KDE – commit digest and meeting

kde-logo-official I’m quite busy with real life, but as expected the KDE world does not stop for me (fotunately!) – there has been news about a new developer meeting which will take place in the first july week.
This meeting, called “KDE Four Core”, will focus on the the heart of KDE: kdebase, kdelibs, and a new lib “kdepimlibs” which has already been introduced here:

The module “kdepimlibs” would tentatively contain the following components:
kresources (the generic resource framework (this will be superceded by Akonadi at some point in time))
kabc (the KDE address book library)
libkcal (the KDE calendar library) akonadiserver, libakonadi (the upcoming PIM Storage Service)
libemailfunctions (the infamous attempt to create a shadow kdelibs under a most obscure name and by highly dubious motives 😉
parts of libkdepim (general kdepim functionality)
libsyndication (feed handling library)
libkmime (email messages handling)
libkholidays (library for providing holiday information)
I hope that a new module “kdepimlibs” will give us a cleaner modularization of our code and make development easier and more efficient, especially in the current KDE 4 times where due to the developing nature of the framework it’s often required to compile whole modules or at least well-defined parts of it.

There is more about the reasons on the linked web page. Nice to read for everyone who wants to know what’s going on.

The news about this meeting is interesting also because it says the meeting was “limited” to 24 developers – sounds like KDE has more developers than would fit into a developer meeting? 😉
I hope they will really bring forward the base of KDE 4 to a state where it actually can be compiled, used and probably also shown around to impress your friends. The community needs something they can test to cheer them up.

In related news, the newest commit digest is released, and one of the main news is KFormula will get open document support. That’s pretty interesting because the math style of open document is somewhat close to latex and really easy to write – not like the pain in the ass of MS Office formula editor. Ok, I have to admit that I’m actually now working with LaTeX, so this becomes kind of uninteresting for me, but even I have to write simple letters, and no, I do not want to write them with LaTeX 😉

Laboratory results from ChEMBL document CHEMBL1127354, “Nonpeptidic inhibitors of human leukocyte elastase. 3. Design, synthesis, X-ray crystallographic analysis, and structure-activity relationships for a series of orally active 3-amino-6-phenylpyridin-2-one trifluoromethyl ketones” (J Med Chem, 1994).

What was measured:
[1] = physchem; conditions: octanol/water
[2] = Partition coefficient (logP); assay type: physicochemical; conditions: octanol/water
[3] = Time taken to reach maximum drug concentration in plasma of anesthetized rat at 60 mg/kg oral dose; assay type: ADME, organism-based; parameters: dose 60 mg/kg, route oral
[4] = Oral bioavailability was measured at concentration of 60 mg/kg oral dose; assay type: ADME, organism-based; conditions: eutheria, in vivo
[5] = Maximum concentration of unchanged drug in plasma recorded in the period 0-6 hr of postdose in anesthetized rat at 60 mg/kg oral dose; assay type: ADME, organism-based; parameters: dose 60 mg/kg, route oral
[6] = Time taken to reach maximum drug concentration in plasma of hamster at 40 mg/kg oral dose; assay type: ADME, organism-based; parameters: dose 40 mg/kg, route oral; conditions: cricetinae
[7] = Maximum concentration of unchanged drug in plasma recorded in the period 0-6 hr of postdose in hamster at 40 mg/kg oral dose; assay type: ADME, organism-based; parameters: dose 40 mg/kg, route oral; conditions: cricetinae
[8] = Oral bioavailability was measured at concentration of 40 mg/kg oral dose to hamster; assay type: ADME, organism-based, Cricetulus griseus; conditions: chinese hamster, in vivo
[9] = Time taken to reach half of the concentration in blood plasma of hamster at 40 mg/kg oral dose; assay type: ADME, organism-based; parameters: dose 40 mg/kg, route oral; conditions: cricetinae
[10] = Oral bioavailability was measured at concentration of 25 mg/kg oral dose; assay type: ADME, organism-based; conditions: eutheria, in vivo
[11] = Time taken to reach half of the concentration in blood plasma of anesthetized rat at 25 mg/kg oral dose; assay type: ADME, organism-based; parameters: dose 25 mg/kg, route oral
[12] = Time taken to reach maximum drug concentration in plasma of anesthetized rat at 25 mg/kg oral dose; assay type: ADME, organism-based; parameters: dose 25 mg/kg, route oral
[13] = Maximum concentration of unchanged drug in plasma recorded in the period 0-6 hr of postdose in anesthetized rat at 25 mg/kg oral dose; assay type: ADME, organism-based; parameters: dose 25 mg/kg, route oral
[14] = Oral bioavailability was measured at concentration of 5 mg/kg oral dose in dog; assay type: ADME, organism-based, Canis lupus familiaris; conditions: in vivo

Besides the main topics of this commit digest there are plenty of other, interesting things:

  • digikam is under heavy development as usual – a new preview system was introduced, and if I got it right you can edit the previews embedded in the pictures much easier in the future.
  • Okular got a bookmark system to jump forth and back inside of the documents – pretty nice, and very helpful for long papers.
  • Strigi, the app I look at at the moment very carefully because I really have high hopes, got a plugin structure to load plugins for analyzing files – soon you can write your own strigi plugins (the only thing I do not like about strigi is the name – it’s just terrible, but that probably depends on my language). The web interface is also improved, but unfortunately I haven’t seen any screenshots of that yet.
  • The Google-like interface for e-mails, a google SoC project, already works, although it is described as ugly – but that should be solved soon.
  • The first oscar file transfer worked, also a google SoC project.

Looks, as usual, pretty interesting. The only thing I now need is time to test all this stuff – and I’m afraid that time will forst come around October… But anyway, it’s still fun to read about it, and see that KDE is developing. I’m really looking forward to the results of the core meeting.


5 thoughts on “KDE – commit digest and meeting”

  1. No letters in LaTeX, eh? 🙂 I’d recommend looking into the KOMAscript package, which, among others, contains a very useful class called scrlttr2. You can easily put together a config file for that class and a template letter for yourself, which then will allow you to very quickly write letters.

    I once thought like you – “short things and quick letters I can do with OpenOffice and the like” — until I realized that even for that, LaTeX is more handy…

  2. Thanks for that! And, about the German yes or no: check the older postings of this blog (read: the real old ones, the first ones) 😉
    => I’m German native – should not be a problem to read these papers 😉

  3. Ah, yes, I see 🙂 Sorry, I didn’t invest too much time researching that – the fact that you linkt to a german-speaking page was hint enough for me 😉

    Vielleicht solltest du ja trotzdem mal sowas wie ein “About me” dem Blog hinzufügen (wenn die Software das zuläßt, wovon ich ausgehe, was ich aber nicht weiß) – danach habe ich nämlich erst einmal gesucht gehabt…

  4. Hm, hatte gar nicht gesehen, dass die about-page bei diesem WordPress-theme nicht angezeigt wird. Jetzt ist sie da aber, danke für den Hinweis 🙂

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